A high-level review meeting of STOP CKDu: Study to Test, Operationalize Preventive approaches for Chronic Kidney Disease of Unknown Etiology was held at the Secretariat of the Andhra Pradesh Chief Minister Shri Chandra Babu Naidu on June 9, 2018.
Soumyadeep Bhaumik is a Research Fellow at the George Institute for Global Health. He has studied medicine at Bankura Sammilani Medical College, India and international public health at the Liverpool School of Tropical Medicine, United Kingdom.
Dr Shobhana Nagraj, a doctoral student with The George Institute for Global Health at the University of Oxford, has been awarded a prestigious Clinical Research Training Fellowship by the UK’s Medical Research Council.
"My work is intended to empower community health workers and primary care physicians to work together to detect, refer and manage pregnant women who are at increased risk of heart disease and stroke. The technology is a tool to achieve this collaborative approach, and to strengthen the health system in rural areas. "
A new paper published in the Lancet recently used the Global Burden of Diseases, Injuries, and Risk Factors Study 2016 (GBD 2016) to assess personal health-care access and quality with the Healthcare Access and Quality (HAQ) Index for 195 countries and territories, as well as subnational locations in 7 countries, from 1990 to 2016.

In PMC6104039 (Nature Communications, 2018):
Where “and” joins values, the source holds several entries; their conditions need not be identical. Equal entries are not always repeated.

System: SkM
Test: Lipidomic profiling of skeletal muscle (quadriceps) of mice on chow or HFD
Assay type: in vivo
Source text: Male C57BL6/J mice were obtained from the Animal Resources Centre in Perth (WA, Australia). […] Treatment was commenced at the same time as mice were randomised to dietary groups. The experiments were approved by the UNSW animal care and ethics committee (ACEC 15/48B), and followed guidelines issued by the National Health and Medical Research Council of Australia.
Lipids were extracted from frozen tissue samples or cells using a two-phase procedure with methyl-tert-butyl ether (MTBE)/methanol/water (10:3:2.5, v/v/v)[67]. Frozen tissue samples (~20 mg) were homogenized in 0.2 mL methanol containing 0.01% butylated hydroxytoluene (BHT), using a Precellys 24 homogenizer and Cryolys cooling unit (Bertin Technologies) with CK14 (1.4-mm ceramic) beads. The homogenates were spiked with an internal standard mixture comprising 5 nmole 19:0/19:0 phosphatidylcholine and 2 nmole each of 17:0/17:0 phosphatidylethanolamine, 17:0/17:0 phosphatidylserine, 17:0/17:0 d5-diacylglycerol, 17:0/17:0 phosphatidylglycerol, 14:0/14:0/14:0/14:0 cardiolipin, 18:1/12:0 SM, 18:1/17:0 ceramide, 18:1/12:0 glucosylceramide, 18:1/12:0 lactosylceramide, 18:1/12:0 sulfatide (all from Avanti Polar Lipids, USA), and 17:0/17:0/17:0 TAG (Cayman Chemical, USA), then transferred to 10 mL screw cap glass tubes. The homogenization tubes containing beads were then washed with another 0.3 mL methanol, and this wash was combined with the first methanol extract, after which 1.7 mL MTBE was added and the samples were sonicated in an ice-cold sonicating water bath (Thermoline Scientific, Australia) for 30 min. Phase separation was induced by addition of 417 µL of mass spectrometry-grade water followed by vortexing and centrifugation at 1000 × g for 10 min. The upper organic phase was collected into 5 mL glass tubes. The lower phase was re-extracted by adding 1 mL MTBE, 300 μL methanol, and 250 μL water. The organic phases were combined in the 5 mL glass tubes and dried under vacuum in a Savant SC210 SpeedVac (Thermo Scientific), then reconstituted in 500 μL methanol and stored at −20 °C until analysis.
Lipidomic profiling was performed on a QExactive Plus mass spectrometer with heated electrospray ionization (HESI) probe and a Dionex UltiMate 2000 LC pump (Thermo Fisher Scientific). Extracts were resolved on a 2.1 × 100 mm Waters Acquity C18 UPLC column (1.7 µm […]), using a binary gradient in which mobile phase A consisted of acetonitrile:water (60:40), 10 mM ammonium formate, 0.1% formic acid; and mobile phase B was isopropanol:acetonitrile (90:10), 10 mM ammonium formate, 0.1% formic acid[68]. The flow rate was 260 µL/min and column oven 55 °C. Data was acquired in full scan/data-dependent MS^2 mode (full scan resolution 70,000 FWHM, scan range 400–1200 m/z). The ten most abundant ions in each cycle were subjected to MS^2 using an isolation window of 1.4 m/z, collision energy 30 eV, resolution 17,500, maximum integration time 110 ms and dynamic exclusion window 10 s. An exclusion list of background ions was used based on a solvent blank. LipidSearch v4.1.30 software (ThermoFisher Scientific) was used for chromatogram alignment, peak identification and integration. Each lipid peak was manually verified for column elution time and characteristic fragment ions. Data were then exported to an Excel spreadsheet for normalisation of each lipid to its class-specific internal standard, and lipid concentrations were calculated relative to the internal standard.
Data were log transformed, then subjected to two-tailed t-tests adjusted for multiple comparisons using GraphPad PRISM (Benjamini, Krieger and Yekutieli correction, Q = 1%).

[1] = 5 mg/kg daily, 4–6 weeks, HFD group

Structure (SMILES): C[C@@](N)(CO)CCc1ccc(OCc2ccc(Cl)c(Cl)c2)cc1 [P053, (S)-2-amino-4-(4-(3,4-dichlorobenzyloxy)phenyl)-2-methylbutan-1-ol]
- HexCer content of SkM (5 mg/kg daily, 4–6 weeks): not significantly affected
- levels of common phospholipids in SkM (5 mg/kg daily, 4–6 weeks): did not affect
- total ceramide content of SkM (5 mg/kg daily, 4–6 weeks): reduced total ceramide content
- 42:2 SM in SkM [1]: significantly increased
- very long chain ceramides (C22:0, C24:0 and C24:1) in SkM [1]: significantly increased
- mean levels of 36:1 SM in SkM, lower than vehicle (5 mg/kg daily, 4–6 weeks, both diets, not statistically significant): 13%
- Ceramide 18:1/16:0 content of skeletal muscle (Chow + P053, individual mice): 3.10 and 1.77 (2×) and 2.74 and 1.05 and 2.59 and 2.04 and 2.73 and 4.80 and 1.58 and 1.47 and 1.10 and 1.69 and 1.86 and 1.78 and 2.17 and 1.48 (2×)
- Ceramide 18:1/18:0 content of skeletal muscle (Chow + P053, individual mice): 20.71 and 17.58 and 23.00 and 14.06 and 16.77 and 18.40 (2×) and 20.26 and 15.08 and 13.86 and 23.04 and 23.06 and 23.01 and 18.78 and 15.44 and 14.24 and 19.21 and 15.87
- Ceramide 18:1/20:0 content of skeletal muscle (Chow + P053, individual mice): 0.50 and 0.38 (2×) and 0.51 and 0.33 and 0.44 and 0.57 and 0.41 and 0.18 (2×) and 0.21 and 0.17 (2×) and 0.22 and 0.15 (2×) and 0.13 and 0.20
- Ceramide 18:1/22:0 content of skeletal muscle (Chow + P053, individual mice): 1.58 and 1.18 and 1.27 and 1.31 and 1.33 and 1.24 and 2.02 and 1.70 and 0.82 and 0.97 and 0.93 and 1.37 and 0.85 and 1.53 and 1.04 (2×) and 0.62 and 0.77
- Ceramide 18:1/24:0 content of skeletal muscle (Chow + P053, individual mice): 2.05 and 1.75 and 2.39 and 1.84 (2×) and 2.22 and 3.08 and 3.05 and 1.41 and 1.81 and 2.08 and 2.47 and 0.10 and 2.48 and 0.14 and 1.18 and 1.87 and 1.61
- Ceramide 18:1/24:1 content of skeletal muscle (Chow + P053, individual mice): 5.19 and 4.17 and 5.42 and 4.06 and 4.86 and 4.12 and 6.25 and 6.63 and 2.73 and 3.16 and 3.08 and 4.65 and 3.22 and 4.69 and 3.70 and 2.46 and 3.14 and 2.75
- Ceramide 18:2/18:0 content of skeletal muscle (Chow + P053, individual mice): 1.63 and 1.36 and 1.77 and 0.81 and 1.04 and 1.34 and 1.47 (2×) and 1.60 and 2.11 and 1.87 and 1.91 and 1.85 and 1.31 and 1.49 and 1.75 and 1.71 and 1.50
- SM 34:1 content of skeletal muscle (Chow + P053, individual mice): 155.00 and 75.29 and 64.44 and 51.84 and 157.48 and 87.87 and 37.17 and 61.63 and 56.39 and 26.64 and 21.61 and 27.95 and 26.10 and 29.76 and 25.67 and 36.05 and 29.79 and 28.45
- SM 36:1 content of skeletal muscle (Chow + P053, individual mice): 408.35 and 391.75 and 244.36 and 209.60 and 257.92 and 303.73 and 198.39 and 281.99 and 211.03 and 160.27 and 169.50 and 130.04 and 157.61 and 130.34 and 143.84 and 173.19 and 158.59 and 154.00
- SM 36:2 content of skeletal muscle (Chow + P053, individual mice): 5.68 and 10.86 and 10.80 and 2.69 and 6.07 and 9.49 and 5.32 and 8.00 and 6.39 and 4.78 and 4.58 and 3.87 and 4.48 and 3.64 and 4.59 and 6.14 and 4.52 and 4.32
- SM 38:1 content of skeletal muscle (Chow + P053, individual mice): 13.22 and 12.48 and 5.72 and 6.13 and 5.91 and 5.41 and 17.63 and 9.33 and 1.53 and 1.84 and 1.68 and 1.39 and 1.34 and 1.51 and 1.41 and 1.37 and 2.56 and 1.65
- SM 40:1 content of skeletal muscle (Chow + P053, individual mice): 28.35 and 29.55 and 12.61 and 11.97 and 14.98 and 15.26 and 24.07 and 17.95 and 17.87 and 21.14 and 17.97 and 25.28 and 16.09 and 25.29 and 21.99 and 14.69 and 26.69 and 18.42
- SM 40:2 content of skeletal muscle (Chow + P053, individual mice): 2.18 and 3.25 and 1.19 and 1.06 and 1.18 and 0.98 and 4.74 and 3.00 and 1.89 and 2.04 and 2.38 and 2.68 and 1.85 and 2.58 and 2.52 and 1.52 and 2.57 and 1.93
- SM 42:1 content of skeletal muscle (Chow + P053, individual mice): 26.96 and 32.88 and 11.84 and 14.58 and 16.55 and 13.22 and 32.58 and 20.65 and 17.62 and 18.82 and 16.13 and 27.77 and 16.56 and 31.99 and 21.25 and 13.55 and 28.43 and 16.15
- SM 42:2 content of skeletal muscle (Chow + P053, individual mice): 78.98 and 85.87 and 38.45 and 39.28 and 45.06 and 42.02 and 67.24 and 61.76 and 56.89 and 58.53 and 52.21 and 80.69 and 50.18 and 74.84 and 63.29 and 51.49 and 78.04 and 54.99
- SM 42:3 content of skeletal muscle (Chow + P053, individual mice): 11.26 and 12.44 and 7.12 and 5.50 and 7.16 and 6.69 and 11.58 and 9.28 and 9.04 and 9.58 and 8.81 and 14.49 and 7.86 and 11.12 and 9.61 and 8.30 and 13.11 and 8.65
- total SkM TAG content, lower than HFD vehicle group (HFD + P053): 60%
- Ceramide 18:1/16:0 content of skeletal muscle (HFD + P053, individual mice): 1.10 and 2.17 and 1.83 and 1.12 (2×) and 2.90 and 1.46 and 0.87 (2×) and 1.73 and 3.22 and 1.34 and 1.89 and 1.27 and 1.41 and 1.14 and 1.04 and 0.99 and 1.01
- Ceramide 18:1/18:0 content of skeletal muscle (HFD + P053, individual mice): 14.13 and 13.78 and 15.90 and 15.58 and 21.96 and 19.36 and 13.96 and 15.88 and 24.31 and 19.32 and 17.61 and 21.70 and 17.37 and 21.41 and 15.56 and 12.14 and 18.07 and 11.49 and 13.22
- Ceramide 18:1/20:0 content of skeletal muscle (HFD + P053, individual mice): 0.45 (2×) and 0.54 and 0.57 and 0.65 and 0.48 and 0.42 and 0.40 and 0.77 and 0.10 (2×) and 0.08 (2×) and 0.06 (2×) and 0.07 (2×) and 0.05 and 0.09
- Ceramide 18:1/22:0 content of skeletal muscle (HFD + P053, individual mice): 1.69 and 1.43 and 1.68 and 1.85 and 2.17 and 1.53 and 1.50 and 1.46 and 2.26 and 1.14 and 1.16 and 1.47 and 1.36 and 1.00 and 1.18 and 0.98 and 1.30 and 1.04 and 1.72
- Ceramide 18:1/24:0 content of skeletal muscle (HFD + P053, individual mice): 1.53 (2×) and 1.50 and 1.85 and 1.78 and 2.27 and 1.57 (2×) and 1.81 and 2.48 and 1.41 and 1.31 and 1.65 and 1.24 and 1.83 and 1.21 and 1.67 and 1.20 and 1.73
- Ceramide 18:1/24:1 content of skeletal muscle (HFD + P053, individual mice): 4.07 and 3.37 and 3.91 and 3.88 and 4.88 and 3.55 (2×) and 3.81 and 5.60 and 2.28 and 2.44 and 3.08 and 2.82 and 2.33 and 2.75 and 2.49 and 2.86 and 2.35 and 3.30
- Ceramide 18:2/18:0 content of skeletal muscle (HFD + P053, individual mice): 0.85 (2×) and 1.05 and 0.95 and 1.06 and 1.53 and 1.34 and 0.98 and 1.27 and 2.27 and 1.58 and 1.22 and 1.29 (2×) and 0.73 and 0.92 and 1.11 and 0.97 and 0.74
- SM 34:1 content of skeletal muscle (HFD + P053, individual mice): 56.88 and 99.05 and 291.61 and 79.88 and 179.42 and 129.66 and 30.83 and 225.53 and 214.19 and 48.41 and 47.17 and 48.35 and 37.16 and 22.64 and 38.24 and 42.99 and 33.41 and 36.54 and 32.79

In order to curb the rising incidence of chronic kidney disease in the Uddanam region of Andhra Pradesh by getting to and analysing the root causes, the Stop CKDu study kicked off in January 2018 with a team comprising members from The George Institute for Global Health and The Energy and Resources Institute (TERI) undertaking field visits in Srikakulam District.
While few, if any, would dispute the importance of paying attention to health inequalities in the process of health reform, in practice, this has proven to be difficult. Thus, even as equity and equality are pivotal aspects of universal health coverage, there is less clarity on how to systematically identify those who are being left out, which is the first in ensuring that they no longer are.
Hypertension is a major risk factor for cardiovascular disease, a leading cause of premature death and disability in India. Since access to health services is poor in rural India and Accredited Social Health Activists (ASHAs) are available throughout India for maternal and child health, a potential solution for improving hypertension control is by utilising this available workforce.
Experts who participated in a roundtable discussion on Progress towards Universal Health Coverage in India made an impassioned plea to the Government for increase in health financing and putting in place governance structures for strategic purchasing to prepare for an efficient roll out of the National Health Protection Scheme (NHPS).
At a time when the government at the Centre has started the process of upgrading primary health centres into comprehensive wellness centres, the George Institute for Global Health India today hosted a roundtable discussion on opportunities and challenges for scaling up primary healthcare in India.